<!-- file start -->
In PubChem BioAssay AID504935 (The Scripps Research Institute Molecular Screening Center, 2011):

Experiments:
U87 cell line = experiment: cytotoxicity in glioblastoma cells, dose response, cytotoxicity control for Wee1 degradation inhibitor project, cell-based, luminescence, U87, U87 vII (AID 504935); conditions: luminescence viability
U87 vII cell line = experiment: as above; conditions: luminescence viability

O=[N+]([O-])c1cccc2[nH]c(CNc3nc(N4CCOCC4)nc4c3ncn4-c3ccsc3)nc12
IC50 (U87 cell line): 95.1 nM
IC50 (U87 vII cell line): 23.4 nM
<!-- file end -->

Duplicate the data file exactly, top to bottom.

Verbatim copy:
In PubChem BioAssay AID504935 (The Scripps Research Institute Molecular Screening Center, 2011):

Experiments:
U87 cell line = experiment: cytotoxicity in glioblastoma cells, dose response, cytotoxicity control for Wee1 degradation inhibitor project, cell-based, luminescence, U87, U87 vII (AID 504935); conditions: luminescence viability
U87 vII cell line = experiment: as above; conditions: luminescence viability

O=[N+]([O-])c1cccc2[nH]c(CNc3nc(N4CCOCC4)nc4c3ncn4-c3ccsc3)nc12
IC50 (U87 cell line): 95.1 nM
IC50 (U87 vII cell line): 23.4 nM